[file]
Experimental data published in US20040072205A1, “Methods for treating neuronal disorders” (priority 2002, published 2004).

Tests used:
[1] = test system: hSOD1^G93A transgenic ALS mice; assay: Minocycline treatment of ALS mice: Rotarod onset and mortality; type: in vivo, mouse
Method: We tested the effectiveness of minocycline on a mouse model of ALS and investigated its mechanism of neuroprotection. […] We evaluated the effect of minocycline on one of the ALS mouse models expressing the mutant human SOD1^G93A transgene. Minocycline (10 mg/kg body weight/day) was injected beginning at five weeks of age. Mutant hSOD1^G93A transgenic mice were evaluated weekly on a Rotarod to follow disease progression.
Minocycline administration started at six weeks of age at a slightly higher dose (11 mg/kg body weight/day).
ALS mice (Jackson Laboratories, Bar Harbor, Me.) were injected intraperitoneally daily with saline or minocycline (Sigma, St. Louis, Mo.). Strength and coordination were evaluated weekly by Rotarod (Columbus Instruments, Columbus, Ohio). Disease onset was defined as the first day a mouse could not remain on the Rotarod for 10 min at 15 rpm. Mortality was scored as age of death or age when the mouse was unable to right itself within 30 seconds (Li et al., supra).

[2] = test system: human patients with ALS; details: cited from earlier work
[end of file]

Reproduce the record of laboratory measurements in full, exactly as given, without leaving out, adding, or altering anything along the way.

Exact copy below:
Experimental data published in US20040072205A1, “Methods for treating neuronal disorders” (priority 2002, published 2004).

Tests used:
[1] = test system: hSOD1^G93A transgenic ALS mice; assay: Minocycline treatment of ALS mice: Rotarod onset and mortality; type: in vivo, mouse
Method: We tested the effectiveness of minocycline on a mouse model of ALS and investigated its mechanism of neuroprotection. […] We evaluated the effect of minocycline on one of the ALS mouse models expressing the mutant human SOD1^G93A transgene. Minocycline (10 mg/kg body weight/day) was injected beginning at five weeks of age. Mutant hSOD1^G93A transgenic mice were evaluated weekly on a Rotarod to follow disease progression.
Minocycline administration started at six weeks of age at a slightly higher dose (11 mg/kg body weight/day).
ALS mice (Jackson Laboratories, Bar Harbor, Me.) were injected intraperitoneally daily with saline or minocycline (Sigma, St. Louis, Mo.). Strength and coordination were evaluated weekly by Rotarod (Columbus Instruments, Columbus, Ohio). Disease onset was defined as the first day a mouse could not remain on the Rotarod for 10 min at 15 rpm. Mortality was scored as age of death or age when the mouse was unable to right itself within 30 seconds (Li et al., supra).

[2] = test system: human patients with ALS; details: cited from earlier work